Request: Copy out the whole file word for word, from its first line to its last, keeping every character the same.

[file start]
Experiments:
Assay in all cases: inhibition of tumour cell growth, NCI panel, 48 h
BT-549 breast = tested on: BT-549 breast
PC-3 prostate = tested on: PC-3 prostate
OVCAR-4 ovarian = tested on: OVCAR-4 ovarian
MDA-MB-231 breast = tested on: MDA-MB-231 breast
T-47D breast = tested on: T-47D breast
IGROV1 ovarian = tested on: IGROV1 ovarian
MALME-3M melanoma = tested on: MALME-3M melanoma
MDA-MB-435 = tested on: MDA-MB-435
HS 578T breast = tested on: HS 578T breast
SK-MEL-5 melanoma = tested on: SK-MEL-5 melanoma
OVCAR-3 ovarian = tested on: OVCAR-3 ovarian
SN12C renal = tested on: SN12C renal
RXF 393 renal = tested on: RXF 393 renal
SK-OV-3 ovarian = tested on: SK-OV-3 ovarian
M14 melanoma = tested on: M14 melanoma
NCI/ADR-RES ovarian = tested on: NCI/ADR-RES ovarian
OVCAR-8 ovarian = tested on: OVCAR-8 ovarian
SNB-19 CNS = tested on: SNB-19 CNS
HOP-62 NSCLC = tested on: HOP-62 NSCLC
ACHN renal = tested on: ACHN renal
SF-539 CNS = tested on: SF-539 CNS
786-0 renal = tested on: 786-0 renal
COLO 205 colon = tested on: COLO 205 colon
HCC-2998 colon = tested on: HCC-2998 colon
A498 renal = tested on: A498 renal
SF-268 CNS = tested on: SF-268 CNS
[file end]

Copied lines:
Experiments:
Assay in all cases: inhibition of tumour cell growth, NCI panel, 48 h
BT-549 breast = tested on: BT-549 breast
PC-3 prostate = tested on: PC-3 prostate
OVCAR-4 ovarian = tested on: OVCAR-4 ovarian
MDA-MB-231 breast = tested on: MDA-MB-231 breast
T-47D breast = tested on: T-47D breast
IGROV1 ovarian = tested on: IGROV1 ovarian
MALME-3M melanoma = tested on: MALME-3M melanoma
MDA-MB-435 = tested on: MDA-MB-435
HS 578T breast = tested on: HS 578T breast
SK-MEL-5 melanoma = tested on: SK-MEL-5 melanoma
OVCAR-3 ovarian = tested on: OVCAR-3 ovarian
SN12C renal = tested on: SN12C renal
RXF 393 renal = tested on: RXF 393 renal
SK-OV-3 ovarian = tested on: SK-OV-3 ovarian
M14 melanoma = tested on: M14 melanoma
NCI/ADR-RES ovarian = tested on: NCI/ADR-RES ovarian
OVCAR-8 ovarian = tested on: OVCAR-8 ovarian
SNB-19 CNS = tested on: SNB-19 CNS
HOP-62 NSCLC = tested on: HOP-62 NSCLC
ACHN renal = tested on: ACHN renal
SF-539 CNS = tested on: SF-539 CNS
786-0 renal = tested on: 786-0 renal
COLO 205 colon = tested on: COLO 205 colon
HCC-2998 colon = tested on: HCC-2998 colon
A498 renal = tested on: A498 renal
SF-268 CNS = tested on: SF-268 CNS